The PPACA Versus Defined Contribution Approaches to Health Care Financing: A Clash of Visions About the Aged
14 Pages Posted: 28 Apr 2011
Date Written: April 27, 2011
American culture and public policy have long held a split vision about the aged: vulnerability, dependency, and special need for law and policy to act as a protective shield versus the aged as independent, self-reliant, and capable of choice, with law acting as a source of individual empowerment. In terms of health care financing, the 2010 Patient Protection and Affordable Care Act (PPACA) clearly leans toward protecting older persons from risk, rather than empowering them to act autonomously. This article compares the PPACA vision of elder vulnerability to alternative policy proposals for financing health care for the aged that are built on a vision of elder abilities and capacity for self-determination. The author advocates for the latter social vision and associated health care financing policy alternatives, arguing that a rebuttable presumption of elder capacity that recognizes and provides for individual variations better serves important societal values than does the PPACA’s categorical conclusion that the aged as a population are unable to fend for themselves.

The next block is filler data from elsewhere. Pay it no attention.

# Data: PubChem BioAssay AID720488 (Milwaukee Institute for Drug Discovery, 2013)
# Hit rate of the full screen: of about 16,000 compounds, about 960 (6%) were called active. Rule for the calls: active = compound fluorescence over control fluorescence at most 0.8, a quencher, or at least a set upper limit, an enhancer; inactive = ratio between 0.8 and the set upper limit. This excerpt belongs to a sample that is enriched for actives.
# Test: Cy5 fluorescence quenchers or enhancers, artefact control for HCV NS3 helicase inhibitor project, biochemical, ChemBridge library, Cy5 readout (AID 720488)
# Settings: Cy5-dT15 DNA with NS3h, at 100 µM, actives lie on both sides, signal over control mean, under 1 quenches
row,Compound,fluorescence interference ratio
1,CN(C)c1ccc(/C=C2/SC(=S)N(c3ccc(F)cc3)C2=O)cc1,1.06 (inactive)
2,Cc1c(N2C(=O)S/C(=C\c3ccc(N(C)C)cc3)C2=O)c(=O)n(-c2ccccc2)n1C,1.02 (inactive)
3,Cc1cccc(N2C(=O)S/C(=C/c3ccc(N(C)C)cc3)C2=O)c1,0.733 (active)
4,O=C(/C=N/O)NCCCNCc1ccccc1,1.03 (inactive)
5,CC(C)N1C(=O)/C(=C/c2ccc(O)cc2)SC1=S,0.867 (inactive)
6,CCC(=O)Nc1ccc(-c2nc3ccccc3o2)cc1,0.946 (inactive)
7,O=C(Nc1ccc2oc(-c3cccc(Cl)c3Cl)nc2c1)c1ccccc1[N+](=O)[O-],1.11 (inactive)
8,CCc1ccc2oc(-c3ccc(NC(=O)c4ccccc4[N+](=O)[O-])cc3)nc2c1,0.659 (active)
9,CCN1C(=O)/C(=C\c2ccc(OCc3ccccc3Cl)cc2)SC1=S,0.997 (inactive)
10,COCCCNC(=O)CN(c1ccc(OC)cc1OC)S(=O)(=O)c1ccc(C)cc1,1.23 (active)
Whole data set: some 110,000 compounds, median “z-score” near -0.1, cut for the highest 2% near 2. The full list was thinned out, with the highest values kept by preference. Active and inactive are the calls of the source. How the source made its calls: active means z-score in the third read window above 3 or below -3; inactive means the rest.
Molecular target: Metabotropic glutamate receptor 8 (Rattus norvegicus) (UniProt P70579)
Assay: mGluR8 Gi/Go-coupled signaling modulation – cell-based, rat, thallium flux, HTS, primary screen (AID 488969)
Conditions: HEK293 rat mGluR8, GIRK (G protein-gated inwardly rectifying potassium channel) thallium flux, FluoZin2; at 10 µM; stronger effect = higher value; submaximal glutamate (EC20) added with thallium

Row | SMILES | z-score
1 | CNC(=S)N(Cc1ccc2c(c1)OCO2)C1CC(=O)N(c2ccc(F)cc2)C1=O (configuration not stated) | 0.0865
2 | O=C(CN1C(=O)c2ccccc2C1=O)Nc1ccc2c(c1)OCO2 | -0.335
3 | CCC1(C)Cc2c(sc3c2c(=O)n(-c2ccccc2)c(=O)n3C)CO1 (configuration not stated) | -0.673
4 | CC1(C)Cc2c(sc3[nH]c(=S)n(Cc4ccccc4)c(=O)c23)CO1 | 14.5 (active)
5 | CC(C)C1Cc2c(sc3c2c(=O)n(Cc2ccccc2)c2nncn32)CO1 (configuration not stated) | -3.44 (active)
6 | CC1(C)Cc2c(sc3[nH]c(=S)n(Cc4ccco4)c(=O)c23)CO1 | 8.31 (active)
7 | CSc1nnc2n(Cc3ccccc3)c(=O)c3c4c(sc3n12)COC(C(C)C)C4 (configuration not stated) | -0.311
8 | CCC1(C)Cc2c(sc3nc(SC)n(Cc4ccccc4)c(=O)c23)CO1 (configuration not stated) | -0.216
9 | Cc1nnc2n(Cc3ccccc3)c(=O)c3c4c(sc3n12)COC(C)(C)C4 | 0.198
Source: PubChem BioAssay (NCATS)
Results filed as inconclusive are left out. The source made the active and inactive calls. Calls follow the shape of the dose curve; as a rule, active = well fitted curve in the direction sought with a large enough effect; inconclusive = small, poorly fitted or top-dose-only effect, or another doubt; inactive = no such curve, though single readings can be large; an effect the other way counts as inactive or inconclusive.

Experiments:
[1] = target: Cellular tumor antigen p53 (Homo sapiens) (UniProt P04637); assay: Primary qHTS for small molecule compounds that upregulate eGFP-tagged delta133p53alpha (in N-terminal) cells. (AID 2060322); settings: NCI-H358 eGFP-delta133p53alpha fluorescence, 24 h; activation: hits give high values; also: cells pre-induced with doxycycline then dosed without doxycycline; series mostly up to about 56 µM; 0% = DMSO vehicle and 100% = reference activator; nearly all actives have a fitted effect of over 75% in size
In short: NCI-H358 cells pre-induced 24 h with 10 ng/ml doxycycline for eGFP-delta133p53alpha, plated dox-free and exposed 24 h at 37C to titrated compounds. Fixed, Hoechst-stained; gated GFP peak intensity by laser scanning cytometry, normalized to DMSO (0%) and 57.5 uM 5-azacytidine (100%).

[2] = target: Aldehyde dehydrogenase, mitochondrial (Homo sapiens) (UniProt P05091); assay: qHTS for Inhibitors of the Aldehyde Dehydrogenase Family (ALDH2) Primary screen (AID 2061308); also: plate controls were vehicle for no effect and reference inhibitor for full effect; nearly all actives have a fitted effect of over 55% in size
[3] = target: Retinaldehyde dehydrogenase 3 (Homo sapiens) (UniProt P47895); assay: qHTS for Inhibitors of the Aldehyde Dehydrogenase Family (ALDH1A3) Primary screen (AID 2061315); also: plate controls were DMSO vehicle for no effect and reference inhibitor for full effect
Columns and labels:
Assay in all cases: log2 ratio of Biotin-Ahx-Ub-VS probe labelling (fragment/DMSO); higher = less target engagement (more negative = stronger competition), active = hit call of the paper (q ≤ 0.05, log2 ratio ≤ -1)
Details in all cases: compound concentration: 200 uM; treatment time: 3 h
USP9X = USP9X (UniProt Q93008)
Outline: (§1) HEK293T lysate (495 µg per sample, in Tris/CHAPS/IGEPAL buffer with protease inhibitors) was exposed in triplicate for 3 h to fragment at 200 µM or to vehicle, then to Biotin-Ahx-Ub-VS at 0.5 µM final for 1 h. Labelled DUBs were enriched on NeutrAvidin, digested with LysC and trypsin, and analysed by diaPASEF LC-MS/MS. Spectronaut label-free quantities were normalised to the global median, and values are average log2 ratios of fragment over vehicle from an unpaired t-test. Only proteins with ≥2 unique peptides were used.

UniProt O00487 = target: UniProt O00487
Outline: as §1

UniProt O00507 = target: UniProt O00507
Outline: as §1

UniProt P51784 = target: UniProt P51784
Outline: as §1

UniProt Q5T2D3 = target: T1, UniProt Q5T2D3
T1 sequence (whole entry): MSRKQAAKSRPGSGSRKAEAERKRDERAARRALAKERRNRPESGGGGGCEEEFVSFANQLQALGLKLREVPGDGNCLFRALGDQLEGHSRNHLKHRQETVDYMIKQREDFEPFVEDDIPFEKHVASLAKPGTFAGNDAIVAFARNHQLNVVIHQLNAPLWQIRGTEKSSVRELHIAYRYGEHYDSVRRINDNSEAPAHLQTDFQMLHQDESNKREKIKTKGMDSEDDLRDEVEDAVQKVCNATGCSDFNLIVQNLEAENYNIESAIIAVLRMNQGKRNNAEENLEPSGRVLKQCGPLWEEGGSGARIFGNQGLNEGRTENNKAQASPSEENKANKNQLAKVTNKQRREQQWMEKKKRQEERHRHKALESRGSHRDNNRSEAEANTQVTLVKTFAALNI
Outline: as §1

Keywords: Health care financing, Health reform, Medicare, Public policy, Ethics
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